Zoom security advisor Alex Stamos explains how the acquisition of Keybase will help the red-hot videoconferencing app address its 'unique' challenges in adding end-to-end encryption

By Paayal Zaveri

Zoom on Thursday announced its first acquisition, bringing on Keybase, a secure messaging and file sharing service. The company says that it's all a part of the 90-day plan it announced in April to shore up the security and privacy of its app after its meteoric rise to mainstream success came with its share of controversy.

A big part of that plan is building end-to-end encryption into the Zoom videoconferencing app itself — a security feature that Zoom had long billed itself as already having, before it came out in April that its marketing had been misleading. 

Alex Stamos, a security advisor to Zoom CEO Eric Yuan who's best known as the former chief security officer of Facebook, said that this acquisition was the right move as a next step in that 90-day plan. Keybase brings Zoom the right talent and technology to tackle the considerable challenge of adding end-to-end encryption at the scale required.

Apple's FaceTime, just as an example, has end-to-end encryption — but each call can only hold 32 people at a time. A Zoom meeting, however, can hold up to 1,000 people in a single meeting, and up to 50,000 in a webinar. That's coupled with the fact that you don't need a Zoom account to join a Zoom call. Stamos said that this makes encryption a unique challenge for Zoom.

Stamos said that Zoom executives realized the quickest way to build it was to find an existing team who had the right team and technologies, but also a focus on building user-friendly products. 

"That was clear with Keybase, they built a very secure product that's also shockingly usable," Stamos told Business Insider. "There's lots of smart cryptographers in academia, but they've never had to actually ship something that people have to use, so finding a team that has, it was, you know, allowed us to really accelerate the process."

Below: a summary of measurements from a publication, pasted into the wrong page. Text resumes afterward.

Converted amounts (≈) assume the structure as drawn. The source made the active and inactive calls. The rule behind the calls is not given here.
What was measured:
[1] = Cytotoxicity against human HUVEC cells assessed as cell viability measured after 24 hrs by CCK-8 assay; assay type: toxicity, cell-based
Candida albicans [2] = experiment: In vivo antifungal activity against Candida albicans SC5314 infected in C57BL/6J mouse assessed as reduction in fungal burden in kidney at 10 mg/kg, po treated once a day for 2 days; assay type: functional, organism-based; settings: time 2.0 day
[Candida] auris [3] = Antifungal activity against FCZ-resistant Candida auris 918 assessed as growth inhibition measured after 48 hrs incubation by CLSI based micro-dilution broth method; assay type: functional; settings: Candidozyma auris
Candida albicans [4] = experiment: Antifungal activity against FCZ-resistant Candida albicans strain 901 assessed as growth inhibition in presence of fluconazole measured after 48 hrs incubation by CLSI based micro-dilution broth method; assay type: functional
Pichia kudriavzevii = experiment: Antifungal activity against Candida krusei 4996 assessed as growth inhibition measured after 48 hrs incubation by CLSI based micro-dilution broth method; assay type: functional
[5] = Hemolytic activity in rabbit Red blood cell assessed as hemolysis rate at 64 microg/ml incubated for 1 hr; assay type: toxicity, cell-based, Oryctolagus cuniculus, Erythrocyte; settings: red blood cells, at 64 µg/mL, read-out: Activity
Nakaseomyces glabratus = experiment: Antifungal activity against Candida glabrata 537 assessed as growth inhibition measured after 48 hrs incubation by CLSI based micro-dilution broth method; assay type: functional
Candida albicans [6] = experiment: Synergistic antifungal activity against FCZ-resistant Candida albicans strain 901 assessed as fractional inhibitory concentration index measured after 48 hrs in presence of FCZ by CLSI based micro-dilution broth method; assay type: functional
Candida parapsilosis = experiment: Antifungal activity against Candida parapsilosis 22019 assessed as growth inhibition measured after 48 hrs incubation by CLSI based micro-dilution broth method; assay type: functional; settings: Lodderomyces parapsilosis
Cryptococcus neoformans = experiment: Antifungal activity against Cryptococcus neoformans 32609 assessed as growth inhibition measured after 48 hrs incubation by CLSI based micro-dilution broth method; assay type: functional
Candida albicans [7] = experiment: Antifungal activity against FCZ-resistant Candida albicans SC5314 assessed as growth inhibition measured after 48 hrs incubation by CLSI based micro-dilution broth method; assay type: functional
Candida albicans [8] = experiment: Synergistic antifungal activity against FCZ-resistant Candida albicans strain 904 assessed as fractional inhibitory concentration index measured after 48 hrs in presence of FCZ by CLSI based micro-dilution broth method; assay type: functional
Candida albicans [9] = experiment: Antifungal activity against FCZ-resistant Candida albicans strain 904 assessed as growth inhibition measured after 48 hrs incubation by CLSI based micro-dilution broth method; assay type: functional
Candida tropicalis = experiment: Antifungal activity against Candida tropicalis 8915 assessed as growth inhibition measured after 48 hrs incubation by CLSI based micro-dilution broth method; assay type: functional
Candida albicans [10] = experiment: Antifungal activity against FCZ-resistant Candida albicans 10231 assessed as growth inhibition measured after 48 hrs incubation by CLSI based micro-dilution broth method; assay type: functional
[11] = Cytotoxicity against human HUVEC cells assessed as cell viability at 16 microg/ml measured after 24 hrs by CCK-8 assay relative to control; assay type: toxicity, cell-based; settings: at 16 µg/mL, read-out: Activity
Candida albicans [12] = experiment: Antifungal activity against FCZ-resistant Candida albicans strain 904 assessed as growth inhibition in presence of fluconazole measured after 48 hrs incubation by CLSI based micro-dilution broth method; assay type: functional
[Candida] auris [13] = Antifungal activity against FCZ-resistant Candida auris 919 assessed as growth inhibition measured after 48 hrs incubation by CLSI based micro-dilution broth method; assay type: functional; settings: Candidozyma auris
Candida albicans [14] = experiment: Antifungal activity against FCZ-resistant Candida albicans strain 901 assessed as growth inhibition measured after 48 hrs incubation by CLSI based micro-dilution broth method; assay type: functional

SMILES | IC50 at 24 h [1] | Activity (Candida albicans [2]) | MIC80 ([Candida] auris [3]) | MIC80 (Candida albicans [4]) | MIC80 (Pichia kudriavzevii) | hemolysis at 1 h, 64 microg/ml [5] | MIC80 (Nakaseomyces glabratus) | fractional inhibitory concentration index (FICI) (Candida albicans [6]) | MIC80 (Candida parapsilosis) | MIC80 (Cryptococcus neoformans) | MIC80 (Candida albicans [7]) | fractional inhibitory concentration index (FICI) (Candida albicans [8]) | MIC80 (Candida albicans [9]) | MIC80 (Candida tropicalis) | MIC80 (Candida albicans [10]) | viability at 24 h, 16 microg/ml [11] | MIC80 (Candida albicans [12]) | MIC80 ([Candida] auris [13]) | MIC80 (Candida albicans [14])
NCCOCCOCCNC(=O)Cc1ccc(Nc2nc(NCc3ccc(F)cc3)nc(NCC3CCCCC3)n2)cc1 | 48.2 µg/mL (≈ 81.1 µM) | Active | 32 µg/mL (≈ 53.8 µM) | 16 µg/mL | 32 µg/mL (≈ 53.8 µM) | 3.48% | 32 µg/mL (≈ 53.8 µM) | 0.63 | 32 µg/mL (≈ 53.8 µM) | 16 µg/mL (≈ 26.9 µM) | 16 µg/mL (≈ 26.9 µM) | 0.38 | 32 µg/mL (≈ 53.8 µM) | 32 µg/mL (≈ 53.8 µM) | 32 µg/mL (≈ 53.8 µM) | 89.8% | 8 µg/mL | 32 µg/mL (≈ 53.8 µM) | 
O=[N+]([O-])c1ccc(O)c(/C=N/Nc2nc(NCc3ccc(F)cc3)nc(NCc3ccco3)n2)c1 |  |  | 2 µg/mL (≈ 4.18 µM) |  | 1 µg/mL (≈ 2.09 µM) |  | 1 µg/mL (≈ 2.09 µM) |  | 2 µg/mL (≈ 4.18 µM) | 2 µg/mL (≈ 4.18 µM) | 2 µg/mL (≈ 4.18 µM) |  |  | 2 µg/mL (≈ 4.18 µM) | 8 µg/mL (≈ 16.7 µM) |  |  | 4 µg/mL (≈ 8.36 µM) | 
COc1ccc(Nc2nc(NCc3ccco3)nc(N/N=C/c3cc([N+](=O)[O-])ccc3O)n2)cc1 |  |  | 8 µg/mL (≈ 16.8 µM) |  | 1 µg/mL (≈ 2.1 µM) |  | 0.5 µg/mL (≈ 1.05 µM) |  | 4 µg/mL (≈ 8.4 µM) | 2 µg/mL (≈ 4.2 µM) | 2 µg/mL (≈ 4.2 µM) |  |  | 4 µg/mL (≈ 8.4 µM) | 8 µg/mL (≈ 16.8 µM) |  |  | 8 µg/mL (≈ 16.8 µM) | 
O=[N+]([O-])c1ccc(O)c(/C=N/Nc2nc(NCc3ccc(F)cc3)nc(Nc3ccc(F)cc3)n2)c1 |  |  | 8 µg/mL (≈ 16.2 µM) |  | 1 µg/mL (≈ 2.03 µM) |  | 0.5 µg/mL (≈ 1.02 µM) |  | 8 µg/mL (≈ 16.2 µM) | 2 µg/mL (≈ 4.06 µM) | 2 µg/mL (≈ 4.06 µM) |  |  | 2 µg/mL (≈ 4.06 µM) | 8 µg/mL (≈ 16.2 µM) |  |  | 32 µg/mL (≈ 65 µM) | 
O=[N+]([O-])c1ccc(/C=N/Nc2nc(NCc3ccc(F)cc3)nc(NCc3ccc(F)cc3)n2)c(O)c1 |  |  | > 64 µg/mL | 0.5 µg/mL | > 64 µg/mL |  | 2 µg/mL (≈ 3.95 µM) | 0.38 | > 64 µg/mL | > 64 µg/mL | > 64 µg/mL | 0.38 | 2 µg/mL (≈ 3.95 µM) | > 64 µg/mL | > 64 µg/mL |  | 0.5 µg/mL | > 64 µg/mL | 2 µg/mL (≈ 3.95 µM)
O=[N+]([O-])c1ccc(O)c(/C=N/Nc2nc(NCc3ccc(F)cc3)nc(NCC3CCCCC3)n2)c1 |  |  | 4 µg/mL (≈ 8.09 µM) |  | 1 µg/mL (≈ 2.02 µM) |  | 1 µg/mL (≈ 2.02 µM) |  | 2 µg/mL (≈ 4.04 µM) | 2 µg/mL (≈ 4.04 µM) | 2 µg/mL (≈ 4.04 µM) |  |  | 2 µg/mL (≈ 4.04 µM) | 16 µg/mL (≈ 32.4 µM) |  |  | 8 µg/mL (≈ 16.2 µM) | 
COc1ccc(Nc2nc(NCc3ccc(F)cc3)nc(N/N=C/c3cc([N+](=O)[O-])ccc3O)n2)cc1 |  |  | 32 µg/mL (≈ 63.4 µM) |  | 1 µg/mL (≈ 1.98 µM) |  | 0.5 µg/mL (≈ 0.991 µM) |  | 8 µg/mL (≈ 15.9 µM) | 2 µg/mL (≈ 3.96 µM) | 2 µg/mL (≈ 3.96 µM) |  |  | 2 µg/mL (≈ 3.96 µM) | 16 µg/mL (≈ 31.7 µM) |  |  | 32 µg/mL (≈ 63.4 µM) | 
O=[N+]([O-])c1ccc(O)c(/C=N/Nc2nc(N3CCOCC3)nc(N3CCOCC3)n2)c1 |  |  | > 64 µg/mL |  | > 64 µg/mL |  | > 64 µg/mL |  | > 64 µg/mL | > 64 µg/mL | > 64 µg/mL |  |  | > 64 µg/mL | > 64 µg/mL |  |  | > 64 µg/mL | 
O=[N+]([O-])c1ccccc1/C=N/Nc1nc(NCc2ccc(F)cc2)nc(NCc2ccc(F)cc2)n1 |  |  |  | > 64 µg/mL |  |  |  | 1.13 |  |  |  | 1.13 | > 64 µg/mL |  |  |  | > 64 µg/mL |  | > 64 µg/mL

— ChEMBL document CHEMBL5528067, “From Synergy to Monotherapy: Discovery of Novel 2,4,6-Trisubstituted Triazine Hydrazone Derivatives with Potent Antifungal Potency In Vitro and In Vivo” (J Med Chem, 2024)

To that point, Stamos says that Zoom not only has to improve the security of its platform, but also has to make sure it does it in a way that doesn't confuse users or make the app harder to use. That's why Keybase and its user-friendly design team was so desirable.

How the Keybase acquisition fits into Zoom's 90-day plan

Even once the 90-day plan is in the rear-view mirror, Stamos said, Keybase gives Zoom a leg up with addressing future security problems. 

The work itself is "never over," Stamos said. "But the goal is by the end of the 90 days to have a team that is staffed up and organized in a way that makes sense for the importance of the company now."

Stamos anticipates that the pandemic will last for a while longer, and so too will Zoom's newfound popularity with consumers. With that in mind, Zoom has to think beyond its original purpose of serving business customers, and consider all the new security and privacy issues that can pop up. That's why some of Keybase will form the core of a new security engineering team at Zoom.

Zoom is also expanding its trust and safety team to include engineers and product managers, the same way that consumer technology companies like Stamos' former employers at Facebook have done. It's also doubling down on initiatives like searching for stolen Zoom credentials on the dark web to inform users — again, something consumer tech companies do. 

It's a proactive step, Stamos says: The threats that Zoom faces are relatively small compared to those seen by larger companies. But as usage of Zoom continues to surge, the problems will only get worse.

It's doing this reorganization by hiring rapidly, Stamos said, and now aided by acquiring Keybase's engineers as well. Stamos didn't comment on if Zoom would look to do more acquisitions to get key technology and talent as it seeks to improve its privacy and security.

Analysts say the Keybase deal could open the door to more acquisitions

Analysts who follow Zoom said it would make sense for the company to acquire more startups like Keybase to add the necessary technology and talent it needs as part of this process.

"I wouldn't be surprised if Zoom made more of these tuck-in acquisitions, especially as it pertains to security and privacy," Rishi Jaluria, an analyst at D.A. Davidson, told Business Insider. "I would expect this would lean towards smaller companies where Zoom is buying the company for the technology and the talent, not for revenue or actual products."

Dan Newman, an analyst at Futurum Research, agreed, and said that given the fact that the current economic climate has driven prices down on a lot of companies, this is an opportune time to be looking for new technology.

"I think it would be intelligent to be out shopping for some key technologies that might enhance the company's security, increase its support, improve the customer and user experience," Newman told Business Insider.

He adds that the Keybase acquisition if it integrates the technology well, could be a huge benefit to Zoom going forward and give it much more credibility with its business users.

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